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  • Coulda, Woulda, Shoulda

    One pattern I have figured out is that when I have a next action statement that contains could or should that it doesn't normally get done.

    Example:
    I should follow up with Jim on XYZ project.
    I could e-mail Amy about that missing invoice.

    If I frame it more emphatically, then it is more likely to get done.

    Example:
    Follow up with Jim on XYZ project
    E-mail Amy about missing invoice

    I suppose this is because with the latter I have made a committment to take action. But it is the could/would/should statements that I think of at odd moments during the day.

  • #2
    Wording

    Part of it may be that your first two examples are statements, while your second two examples are commands. Reading the second two on an action list might be more motivating to action because of the way they are worded.

    Another part may be that the differences in wording are reflecting your a priori feelings about the situations. The last two show a commitment to action whereas the first two show some ambivalence. It wouldn't be surprising then that the last two got done while the first two didn't.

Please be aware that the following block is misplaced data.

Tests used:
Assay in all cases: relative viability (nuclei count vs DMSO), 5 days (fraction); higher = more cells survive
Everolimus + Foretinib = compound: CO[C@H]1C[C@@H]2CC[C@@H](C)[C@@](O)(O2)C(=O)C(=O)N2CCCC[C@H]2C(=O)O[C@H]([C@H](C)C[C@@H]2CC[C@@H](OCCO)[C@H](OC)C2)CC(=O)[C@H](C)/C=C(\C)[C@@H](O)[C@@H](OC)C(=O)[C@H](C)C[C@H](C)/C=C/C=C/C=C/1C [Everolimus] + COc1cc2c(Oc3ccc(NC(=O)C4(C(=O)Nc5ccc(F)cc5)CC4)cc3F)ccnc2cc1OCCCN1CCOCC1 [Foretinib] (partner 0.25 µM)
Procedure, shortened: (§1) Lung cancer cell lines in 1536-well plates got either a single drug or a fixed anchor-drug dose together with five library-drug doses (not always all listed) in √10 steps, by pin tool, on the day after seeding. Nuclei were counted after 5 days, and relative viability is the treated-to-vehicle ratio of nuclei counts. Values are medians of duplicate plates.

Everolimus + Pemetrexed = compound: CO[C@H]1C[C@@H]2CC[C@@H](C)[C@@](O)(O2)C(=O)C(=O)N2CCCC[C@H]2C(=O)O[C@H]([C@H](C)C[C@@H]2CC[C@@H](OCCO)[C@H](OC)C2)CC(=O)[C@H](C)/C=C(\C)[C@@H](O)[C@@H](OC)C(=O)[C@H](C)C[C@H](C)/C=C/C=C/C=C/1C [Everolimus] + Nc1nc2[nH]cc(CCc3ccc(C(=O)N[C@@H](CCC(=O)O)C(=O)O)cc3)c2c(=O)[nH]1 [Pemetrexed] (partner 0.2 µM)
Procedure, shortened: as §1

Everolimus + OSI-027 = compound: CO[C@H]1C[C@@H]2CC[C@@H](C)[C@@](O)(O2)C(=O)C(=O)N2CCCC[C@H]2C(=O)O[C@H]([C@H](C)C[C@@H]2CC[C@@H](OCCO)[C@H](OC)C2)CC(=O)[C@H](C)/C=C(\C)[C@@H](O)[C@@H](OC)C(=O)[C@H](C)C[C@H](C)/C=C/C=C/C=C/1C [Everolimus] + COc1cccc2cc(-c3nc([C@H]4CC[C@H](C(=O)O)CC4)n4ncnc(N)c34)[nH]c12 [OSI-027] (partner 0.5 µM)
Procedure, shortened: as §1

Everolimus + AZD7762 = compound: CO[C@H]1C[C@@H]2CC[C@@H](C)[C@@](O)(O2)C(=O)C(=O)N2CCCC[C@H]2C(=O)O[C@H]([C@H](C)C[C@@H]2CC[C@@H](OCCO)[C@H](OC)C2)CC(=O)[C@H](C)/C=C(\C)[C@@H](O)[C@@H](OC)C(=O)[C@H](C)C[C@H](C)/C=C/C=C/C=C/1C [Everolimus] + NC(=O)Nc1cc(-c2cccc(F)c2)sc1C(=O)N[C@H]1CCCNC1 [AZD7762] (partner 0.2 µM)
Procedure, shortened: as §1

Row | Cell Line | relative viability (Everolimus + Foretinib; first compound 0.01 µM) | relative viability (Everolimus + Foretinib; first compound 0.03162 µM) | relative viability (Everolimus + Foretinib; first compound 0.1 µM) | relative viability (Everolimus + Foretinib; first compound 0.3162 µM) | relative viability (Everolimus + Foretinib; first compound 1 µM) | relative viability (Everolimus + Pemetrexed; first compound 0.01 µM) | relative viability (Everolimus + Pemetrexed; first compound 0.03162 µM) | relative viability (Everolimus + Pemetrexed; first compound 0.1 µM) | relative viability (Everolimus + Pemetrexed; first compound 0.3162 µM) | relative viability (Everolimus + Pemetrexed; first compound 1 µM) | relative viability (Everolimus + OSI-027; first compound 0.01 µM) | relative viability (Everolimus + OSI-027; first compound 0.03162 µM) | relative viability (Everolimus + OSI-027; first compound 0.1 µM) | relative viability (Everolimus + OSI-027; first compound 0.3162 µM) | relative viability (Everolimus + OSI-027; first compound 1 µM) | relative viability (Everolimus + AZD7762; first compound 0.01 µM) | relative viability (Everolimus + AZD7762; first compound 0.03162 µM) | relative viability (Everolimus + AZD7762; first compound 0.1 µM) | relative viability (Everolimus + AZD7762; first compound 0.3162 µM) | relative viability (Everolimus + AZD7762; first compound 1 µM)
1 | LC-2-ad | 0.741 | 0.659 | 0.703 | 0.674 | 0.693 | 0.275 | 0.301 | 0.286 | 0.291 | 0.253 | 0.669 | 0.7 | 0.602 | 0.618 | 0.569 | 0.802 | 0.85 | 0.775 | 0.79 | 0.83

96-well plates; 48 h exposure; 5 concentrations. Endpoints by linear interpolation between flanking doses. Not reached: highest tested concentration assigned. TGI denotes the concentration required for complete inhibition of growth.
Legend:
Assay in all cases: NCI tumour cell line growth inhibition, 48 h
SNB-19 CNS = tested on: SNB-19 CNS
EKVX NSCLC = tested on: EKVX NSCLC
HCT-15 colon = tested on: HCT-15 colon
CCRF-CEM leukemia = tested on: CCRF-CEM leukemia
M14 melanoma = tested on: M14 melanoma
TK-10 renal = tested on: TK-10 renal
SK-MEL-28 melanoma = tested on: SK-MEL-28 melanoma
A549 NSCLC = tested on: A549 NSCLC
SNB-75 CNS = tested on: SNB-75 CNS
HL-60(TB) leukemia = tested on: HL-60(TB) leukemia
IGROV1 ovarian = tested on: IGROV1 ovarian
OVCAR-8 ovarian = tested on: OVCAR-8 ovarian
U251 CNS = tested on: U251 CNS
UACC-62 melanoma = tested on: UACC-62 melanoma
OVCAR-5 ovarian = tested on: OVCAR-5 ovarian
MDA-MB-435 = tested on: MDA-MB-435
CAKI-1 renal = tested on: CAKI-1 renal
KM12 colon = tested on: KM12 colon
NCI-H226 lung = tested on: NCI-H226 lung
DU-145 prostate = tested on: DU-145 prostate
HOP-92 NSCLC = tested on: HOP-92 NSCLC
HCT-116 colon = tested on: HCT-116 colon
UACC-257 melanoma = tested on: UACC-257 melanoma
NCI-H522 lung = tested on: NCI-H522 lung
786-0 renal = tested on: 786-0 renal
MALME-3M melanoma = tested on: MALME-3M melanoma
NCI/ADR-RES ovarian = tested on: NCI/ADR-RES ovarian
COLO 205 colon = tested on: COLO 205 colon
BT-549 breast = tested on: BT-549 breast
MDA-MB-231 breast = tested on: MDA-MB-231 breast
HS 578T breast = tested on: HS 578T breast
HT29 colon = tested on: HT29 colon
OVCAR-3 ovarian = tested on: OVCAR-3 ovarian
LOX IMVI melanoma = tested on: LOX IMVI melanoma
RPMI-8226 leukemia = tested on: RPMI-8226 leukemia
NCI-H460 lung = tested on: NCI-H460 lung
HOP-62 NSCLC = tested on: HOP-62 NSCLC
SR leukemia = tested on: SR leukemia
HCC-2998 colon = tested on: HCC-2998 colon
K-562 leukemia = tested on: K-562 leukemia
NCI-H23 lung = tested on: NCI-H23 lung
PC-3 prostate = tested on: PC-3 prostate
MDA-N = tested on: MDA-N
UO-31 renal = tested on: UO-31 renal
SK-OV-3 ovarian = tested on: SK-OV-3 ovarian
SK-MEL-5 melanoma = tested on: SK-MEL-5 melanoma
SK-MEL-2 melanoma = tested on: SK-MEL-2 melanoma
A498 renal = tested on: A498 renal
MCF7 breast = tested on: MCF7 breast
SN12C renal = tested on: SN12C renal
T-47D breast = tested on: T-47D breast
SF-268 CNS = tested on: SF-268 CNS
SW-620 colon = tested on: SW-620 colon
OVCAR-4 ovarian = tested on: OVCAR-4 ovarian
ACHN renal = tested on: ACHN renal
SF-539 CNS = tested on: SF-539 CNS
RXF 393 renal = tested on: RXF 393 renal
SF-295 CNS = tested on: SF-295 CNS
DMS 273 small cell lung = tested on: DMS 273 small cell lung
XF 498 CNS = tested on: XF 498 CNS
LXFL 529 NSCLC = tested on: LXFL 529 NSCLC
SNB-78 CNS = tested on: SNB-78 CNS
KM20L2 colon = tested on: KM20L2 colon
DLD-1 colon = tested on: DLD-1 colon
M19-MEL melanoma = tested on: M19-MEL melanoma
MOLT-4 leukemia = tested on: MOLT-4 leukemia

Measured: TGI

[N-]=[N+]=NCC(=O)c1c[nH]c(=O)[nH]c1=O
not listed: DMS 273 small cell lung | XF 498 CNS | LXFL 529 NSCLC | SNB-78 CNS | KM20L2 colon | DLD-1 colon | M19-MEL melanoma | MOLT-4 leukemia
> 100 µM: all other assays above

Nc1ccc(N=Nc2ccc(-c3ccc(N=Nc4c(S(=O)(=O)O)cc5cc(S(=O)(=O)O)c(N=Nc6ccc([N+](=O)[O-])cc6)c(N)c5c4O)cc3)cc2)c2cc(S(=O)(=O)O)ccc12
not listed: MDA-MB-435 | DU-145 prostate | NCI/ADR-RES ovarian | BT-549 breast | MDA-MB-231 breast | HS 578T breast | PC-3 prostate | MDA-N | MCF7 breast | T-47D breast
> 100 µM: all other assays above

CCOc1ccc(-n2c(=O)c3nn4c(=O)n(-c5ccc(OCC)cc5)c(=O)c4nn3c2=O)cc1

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    • #3
      Coulda, Woulda, Shoulda



      If I frame it more emphatically, then it is more likely to get done.

      Example:
      Follow up with Jim on XYZ project
      E-mail Amy about missing invoice
      Fascinating, I'm reading a book right now, and this post made me think of something I saw in the last chapter.

      If I focus on exactly what I want, and then "let" it happen, chances of success run higher. Although the author was describing the way one can learn to play tennis, I've been applying this idea for the past week or so. I'm getting a really clear picture in my mind (in the above case: How happy Jim is going to be that I followed up, and how motivated I'll be to move on once I've followed up). Then, I write down that next action, and "let" it happen.

      Pretty cool...


      http://p218.ezboard.com/flivinglifef...opicID=5.topic

      Comment


      • #4
        Scott & Jason, Thanks so much for your comments. It really did clarify this for me. I feel like this is the kind of thing I should have figured out a few weeks into GTD, not a few years in. But I really think this is the beauty of David's ideas, when you are overwhelmed and stressed you don't see a pattern at all because you don't have the time. The fact that I, a self-acknowledged avoider of above runway thinking, am considering this at all is a step forward. I like the "let it happen" process, and plan to watch this over the next few weeks. Appreciate it!

        Comment


        • #5
          Jason,

          Tim Gallweys insights are deceptively powerful...the less you try the better you do, almost Zen like. I read the Inner Game of Golf while learning in my teens and had some unbelievable "whoah where did that come from?" moments on the golf course in the following weeks. It was a fascinating experience. More recently I read the Inner Game of Work, but have to admit that did not have such a profound effect on me!

          Philip

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